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Volume 27 Issue 8 - Publication Date: 1 August 2008
 
Stable Running with Segmented Legs
 
J. Rummel and A. Seyfarth Lauflabor Locomotion Laboratory, University of Jena, Dornburger Strasse 23, 07743 Jena, Germany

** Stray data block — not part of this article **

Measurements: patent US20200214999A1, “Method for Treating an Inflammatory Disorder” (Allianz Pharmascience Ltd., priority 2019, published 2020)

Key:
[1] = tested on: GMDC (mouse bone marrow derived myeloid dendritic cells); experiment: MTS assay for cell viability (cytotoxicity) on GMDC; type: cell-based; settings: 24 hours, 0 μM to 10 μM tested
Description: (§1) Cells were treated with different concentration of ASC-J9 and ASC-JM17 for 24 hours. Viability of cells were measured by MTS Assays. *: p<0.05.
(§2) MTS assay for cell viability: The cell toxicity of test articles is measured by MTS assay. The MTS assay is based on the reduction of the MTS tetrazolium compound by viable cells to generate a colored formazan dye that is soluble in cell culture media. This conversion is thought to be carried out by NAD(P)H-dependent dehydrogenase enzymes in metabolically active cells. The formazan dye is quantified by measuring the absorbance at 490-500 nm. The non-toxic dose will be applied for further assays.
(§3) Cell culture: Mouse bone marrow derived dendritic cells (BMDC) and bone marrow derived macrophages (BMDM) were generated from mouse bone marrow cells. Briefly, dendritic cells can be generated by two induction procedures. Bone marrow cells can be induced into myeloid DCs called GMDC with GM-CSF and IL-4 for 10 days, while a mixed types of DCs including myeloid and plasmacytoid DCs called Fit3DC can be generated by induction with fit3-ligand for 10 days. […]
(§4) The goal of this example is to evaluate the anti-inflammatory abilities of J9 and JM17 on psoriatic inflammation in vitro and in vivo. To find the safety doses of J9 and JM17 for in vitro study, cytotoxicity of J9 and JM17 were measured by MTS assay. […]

Spring-like leg behavior is found in both humans and animals when running. In a spring-mass model, running proves to be self-stable in terms of external perturbations or variations in leg properties (for example, landing angle). However, biological limbs are not made of springs, rather, they consist of segments where spring-like behavior can be localized at the joint level. Here, we use a two-segment leg model to investigate the effects of leg compliance originating from the joint level on running stability. Owing to leg geometry a non-linear relationship between leg force and leg compression is found. In contrast to the linear leg spring, the segmented leg is capable of reducing the minimum speed for self-stable running from 3.5 m s-1 in the springmass model to 1.5 m s-1 for almost straight joint configurations, which is below the preferred transition speed from human walking to running (≈2 m s-1). At moderate speeds the tolerated range of landing angle is largely increased (17° at 5 m s-1) compared with the linear leg spring model (2°). However, for fast running an increase in joint stiffness is required to compensate for the mechanical disadvantage of larger leg compression. This could be achieved through the use of non-linear springs to enhance joint stiffness in fast running.
 
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